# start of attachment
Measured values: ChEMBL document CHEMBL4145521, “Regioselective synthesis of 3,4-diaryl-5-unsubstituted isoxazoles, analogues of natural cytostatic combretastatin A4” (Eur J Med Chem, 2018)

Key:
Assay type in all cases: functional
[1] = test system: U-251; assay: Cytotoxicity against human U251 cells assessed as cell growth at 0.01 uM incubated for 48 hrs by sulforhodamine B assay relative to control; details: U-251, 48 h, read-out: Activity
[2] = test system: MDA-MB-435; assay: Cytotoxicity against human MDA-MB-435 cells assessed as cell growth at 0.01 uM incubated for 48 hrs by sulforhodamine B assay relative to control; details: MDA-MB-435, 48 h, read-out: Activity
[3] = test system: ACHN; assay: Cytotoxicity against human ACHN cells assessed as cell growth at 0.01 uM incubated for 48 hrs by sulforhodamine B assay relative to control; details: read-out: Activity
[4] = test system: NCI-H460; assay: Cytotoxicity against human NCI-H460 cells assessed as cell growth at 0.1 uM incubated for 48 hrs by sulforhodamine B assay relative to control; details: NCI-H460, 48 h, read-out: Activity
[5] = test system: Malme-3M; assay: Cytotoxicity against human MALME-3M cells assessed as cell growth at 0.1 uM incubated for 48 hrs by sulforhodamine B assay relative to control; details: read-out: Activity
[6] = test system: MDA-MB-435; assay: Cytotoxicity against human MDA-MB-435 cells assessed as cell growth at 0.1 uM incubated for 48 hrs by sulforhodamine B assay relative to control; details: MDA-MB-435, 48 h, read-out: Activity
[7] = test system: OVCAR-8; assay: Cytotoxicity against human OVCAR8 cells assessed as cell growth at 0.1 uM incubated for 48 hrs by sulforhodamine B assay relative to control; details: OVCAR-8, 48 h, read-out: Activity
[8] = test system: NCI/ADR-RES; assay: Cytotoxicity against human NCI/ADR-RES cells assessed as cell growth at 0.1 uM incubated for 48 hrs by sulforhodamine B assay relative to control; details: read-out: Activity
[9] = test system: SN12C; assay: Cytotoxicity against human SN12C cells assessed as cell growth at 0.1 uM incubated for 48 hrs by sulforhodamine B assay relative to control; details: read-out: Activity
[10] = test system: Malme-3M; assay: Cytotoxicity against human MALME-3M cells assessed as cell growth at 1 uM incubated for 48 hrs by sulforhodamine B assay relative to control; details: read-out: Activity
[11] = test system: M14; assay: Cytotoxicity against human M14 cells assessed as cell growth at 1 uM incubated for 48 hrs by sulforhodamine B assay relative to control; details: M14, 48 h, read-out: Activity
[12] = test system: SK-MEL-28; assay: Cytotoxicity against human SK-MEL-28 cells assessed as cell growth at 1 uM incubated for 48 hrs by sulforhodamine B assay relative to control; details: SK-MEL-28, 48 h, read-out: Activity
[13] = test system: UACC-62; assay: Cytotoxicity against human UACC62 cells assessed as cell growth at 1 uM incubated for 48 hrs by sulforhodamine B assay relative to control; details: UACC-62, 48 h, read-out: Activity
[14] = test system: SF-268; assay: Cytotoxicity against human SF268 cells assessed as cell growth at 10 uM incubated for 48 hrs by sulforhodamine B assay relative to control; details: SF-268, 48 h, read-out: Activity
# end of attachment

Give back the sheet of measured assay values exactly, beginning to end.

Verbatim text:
Measured values: ChEMBL document CHEMBL4145521, “Regioselective synthesis of 3,4-diaryl-5-unsubstituted isoxazoles, analogues of natural cytostatic combretastatin A4” (Eur J Med Chem, 2018)

Key:
Assay type in all cases: functional
[1] = test system: U-251; assay: Cytotoxicity against human U251 cells assessed as cell growth at 0.01 uM incubated for 48 hrs by sulforhodamine B assay relative to control; details: U-251, 48 h, read-out: Activity
[2] = test system: MDA-MB-435; assay: Cytotoxicity against human MDA-MB-435 cells assessed as cell growth at 0.01 uM incubated for 48 hrs by sulforhodamine B assay relative to control; details: MDA-MB-435, 48 h, read-out: Activity
[3] = test system: ACHN; assay: Cytotoxicity against human ACHN cells assessed as cell growth at 0.01 uM incubated for 48 hrs by sulforhodamine B assay relative to control; details: read-out: Activity
[4] = test system: NCI-H460; assay: Cytotoxicity against human NCI-H460 cells assessed as cell growth at 0.1 uM incubated for 48 hrs by sulforhodamine B assay relative to control; details: NCI-H460, 48 h, read-out: Activity
[5] = test system: Malme-3M; assay: Cytotoxicity against human MALME-3M cells assessed as cell growth at 0.1 uM incubated for 48 hrs by sulforhodamine B assay relative to control; details: read-out: Activity
[6] = test system: MDA-MB-435; assay: Cytotoxicity against human MDA-MB-435 cells assessed as cell growth at 0.1 uM incubated for 48 hrs by sulforhodamine B assay relative to control; details: MDA-MB-435, 48 h, read-out: Activity
[7] = test system: OVCAR-8; assay: Cytotoxicity against human OVCAR8 cells assessed as cell growth at 0.1 uM incubated for 48 hrs by sulforhodamine B assay relative to control; details: OVCAR-8, 48 h, read-out: Activity
[8] = test system: NCI/ADR-RES; assay: Cytotoxicity against human NCI/ADR-RES cells assessed as cell growth at 0.1 uM incubated for 48 hrs by sulforhodamine B assay relative to control; details: read-out: Activity
[9] = test system: SN12C; assay: Cytotoxicity against human SN12C cells assessed as cell growth at 0.1 uM incubated for 48 hrs by sulforhodamine B assay relative to control; details: read-out: Activity
[10] = test system: Malme-3M; assay: Cytotoxicity against human MALME-3M cells assessed as cell growth at 1 uM incubated for 48 hrs by sulforhodamine B assay relative to control; details: read-out: Activity
[11] = test system: M14; assay: Cytotoxicity against human M14 cells assessed as cell growth at 1 uM incubated for 48 hrs by sulforhodamine B assay relative to control; details: M14, 48 h, read-out: Activity
[12] = test system: SK-MEL-28; assay: Cytotoxicity against human SK-MEL-28 cells assessed as cell growth at 1 uM incubated for 48 hrs by sulforhodamine B assay relative to control; details: SK-MEL-28, 48 h, read-out: Activity
[13] = test system: UACC-62; assay: Cytotoxicity against human UACC62 cells assessed as cell growth at 1 uM incubated for 48 hrs by sulforhodamine B assay relative to control; details: UACC-62, 48 h, read-out: Activity
[14] = test system: SF-268; assay: Cytotoxicity against human SF268 cells assessed as cell growth at 10 uM incubated for 48 hrs by sulforhodamine B assay relative to control; details: SF-268, 48 h, read-out: Activity